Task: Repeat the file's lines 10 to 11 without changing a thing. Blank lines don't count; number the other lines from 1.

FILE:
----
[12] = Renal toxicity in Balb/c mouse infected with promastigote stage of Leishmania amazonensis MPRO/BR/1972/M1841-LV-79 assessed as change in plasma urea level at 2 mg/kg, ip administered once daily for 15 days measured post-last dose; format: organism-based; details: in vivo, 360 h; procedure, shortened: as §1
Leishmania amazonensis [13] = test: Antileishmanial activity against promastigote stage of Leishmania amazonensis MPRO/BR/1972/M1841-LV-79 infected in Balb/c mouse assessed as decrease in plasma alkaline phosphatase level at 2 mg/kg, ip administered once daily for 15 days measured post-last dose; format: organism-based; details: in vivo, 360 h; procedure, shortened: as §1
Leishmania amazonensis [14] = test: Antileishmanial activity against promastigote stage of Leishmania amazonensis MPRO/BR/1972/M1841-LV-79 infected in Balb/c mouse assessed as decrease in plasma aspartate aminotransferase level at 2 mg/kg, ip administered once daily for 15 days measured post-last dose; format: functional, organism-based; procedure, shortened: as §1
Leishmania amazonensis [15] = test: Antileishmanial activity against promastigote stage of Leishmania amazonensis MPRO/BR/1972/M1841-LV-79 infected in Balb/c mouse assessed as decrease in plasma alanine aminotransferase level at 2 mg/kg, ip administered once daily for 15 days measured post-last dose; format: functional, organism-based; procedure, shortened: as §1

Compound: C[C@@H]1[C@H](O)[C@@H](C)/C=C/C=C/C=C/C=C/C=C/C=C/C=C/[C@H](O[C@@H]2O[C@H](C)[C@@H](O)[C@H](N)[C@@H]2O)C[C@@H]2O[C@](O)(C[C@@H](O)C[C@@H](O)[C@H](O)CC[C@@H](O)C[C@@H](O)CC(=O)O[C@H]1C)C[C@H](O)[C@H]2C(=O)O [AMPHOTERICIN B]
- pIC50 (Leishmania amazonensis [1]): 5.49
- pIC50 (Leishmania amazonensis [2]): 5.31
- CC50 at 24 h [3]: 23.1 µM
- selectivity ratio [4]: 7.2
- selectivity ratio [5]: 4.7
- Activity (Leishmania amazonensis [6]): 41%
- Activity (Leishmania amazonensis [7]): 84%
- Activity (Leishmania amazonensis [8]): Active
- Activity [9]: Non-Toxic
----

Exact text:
- selectivity ratio [5]: 4.7
- Activity (Leishmania amazonensis [6]): 41%